Lost in translation? Language, culture and the roles of translator in cross-cultural management research Huiping Xian
Human Resource Management and Organisational Behaviour Division, Graduate Business School, Manchester Metropolitan University, Manchester, UK Abstract
Purpose – To promote more open discussion on translating data, this paper aims to provide a critical and reﬂexive evaluation of the problems and issues that the author experienced with regard to qualitative data translation. Design/methodology/approach – Drawing on personal experiences of translating Chinese women’s narratives into English, the author demonstrates that qualitative data translation may have linguistic, cultural and methodological problems. Findings – Researchers and translators should recognize the linguistic and cultural differences that data translation must negotiate. It is argued here that researchers and translators should preserve and highlight cultural differences rather than resembling the dominant values of the target culture by translation. A translator is an integral part of the knowledge producing system. The roles of the translator as both an inter-cultural communicator and a data interpreter must be acknowledged in the research process. Originality/value – This paper challenges common assumptions that data translation is merely a technical problem, and that a translator could “objectively and faithfully” transfer meanings of research data from source language to target language. Keywords Cross-cultural management, Management research, Cross-cultural studies, Interpreters, Languages Paper type Conceptual paper
Roles of translator
Introduction Business and management research has been traditionally dominated by Anglo-American culture, and the English language dominates. This situation has changed during the last few decades as a result of an increasing amount of international and cross-cultural research. Many research projects involve researchers and participants from different cultural backgrounds. Moreover, many researchers prefer to write and publish their works in a common language, for example English, to attract the attentions of a wider audience. Data translation therefore becomes a crucial issue in this “globalization” of business and management research. Yet surprisingly, although in recent years there have been debates about language and translation problems in preparing questionnaires (Douglas and Craig, 2007) and in conducting The author thanks Professors Catherine Cassell and Eileen Fairhurst for their encouragement and feedback in the development of this paper.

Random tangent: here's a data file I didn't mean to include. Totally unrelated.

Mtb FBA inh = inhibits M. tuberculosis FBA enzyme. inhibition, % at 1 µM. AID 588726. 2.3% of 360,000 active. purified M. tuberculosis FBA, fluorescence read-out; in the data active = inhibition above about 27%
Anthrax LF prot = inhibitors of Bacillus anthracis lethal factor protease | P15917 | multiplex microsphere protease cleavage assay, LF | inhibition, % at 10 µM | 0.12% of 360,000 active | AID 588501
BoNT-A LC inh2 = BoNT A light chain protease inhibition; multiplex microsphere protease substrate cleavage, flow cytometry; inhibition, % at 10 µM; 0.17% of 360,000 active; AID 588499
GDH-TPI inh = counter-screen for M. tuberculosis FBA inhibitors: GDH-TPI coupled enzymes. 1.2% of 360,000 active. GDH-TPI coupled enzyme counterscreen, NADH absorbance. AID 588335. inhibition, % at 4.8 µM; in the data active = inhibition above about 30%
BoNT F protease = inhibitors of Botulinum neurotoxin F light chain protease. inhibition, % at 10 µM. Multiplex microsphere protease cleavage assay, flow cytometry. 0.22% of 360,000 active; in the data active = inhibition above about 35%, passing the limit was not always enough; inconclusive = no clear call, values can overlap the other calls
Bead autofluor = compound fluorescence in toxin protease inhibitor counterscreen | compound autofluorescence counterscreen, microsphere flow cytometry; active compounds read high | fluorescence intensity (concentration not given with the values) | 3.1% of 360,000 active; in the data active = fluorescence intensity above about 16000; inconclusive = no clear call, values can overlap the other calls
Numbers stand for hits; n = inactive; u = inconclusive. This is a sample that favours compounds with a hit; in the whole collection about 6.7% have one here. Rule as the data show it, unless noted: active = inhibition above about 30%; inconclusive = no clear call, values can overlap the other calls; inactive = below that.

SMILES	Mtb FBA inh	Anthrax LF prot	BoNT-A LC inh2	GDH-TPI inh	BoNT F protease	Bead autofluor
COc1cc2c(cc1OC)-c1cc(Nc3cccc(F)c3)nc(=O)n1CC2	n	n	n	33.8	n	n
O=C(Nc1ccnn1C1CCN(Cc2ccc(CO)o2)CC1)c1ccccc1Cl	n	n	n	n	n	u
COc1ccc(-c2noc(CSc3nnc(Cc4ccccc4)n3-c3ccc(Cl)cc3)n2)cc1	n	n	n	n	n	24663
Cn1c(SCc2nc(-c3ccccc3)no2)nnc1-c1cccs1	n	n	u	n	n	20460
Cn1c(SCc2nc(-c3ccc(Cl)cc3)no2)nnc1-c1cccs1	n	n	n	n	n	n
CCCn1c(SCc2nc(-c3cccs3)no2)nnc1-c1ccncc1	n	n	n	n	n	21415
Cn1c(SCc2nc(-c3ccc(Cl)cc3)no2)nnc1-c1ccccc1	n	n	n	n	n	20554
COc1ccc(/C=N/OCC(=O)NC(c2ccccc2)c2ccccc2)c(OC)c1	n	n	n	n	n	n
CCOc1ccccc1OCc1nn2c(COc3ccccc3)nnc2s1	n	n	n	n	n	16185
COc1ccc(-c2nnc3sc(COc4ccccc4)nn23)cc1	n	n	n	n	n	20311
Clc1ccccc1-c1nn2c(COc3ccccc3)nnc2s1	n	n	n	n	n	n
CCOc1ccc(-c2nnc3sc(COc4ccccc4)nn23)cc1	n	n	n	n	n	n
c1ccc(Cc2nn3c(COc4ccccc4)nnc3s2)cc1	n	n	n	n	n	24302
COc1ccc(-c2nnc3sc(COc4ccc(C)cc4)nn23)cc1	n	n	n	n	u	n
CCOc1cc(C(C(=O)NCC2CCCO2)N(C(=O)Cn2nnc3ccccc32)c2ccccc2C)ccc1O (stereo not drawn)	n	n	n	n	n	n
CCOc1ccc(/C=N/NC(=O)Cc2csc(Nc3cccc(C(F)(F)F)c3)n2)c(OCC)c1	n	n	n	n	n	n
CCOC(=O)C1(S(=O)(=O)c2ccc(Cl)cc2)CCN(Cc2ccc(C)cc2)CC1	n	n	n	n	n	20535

Qualitative Research in Organizations and Management: An International Journal Vol. 3 No. 3, 2008 pp. 231-245 q Emerald Group Publishing Limited 1746-5648 DOI 10.1108/17465640810920304
interviews (Welch and Piekkari, 2006), the issue of translating data is rarely singled out. Current understanding of data translation seems to be predominately underpinned by positivist assumptions that there can be objective accounts existing between languages, and that a translator has nothing but technical roles. Frequently, all is summarized in a simple statement that “data are translated from language A to language B by a researcher or translator(s)”, and all citations appear to be nice and tidy. The dilemmas and problems of the process remain in some sort of “black box”. However, as I will illustrate in this paper, data translation is highly problematic. The presuppositions that all cultural elements can be carried across unchanged in the translation process and that the translator can remain “invisible” are in need of rethinking if international or cross-cultural research projects are really seeking to extend existing knowledge to a global context, as is increasingly the case. The purpose of this paper is thus two-folded....